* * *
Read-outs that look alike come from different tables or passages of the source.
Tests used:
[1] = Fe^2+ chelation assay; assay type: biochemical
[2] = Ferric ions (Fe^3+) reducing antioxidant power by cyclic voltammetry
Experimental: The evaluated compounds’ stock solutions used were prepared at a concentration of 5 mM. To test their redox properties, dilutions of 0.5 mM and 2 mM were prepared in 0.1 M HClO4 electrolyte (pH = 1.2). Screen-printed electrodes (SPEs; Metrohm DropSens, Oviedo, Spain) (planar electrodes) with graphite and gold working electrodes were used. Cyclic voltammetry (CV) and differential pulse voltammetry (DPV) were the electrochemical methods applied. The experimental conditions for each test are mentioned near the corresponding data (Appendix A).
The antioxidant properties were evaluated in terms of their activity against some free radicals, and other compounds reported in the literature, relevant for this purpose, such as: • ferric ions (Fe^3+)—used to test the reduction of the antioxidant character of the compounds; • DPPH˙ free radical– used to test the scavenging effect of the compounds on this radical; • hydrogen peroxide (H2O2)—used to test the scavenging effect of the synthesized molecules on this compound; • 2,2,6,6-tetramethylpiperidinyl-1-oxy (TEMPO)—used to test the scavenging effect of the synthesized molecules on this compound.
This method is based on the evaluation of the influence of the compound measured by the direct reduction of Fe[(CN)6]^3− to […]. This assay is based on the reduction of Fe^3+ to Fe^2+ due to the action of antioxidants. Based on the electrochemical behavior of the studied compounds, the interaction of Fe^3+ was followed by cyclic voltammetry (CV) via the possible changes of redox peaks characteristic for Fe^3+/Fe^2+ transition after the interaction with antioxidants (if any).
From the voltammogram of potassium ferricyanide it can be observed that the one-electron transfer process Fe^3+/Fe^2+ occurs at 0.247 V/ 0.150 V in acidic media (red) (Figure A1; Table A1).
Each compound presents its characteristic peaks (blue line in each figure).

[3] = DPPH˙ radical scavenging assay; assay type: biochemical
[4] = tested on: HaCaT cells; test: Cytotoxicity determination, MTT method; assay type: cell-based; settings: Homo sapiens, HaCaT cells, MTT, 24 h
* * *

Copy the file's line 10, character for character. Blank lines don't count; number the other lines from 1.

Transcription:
[3] = DPPH˙ radical scavenging assay; assay type: biochemical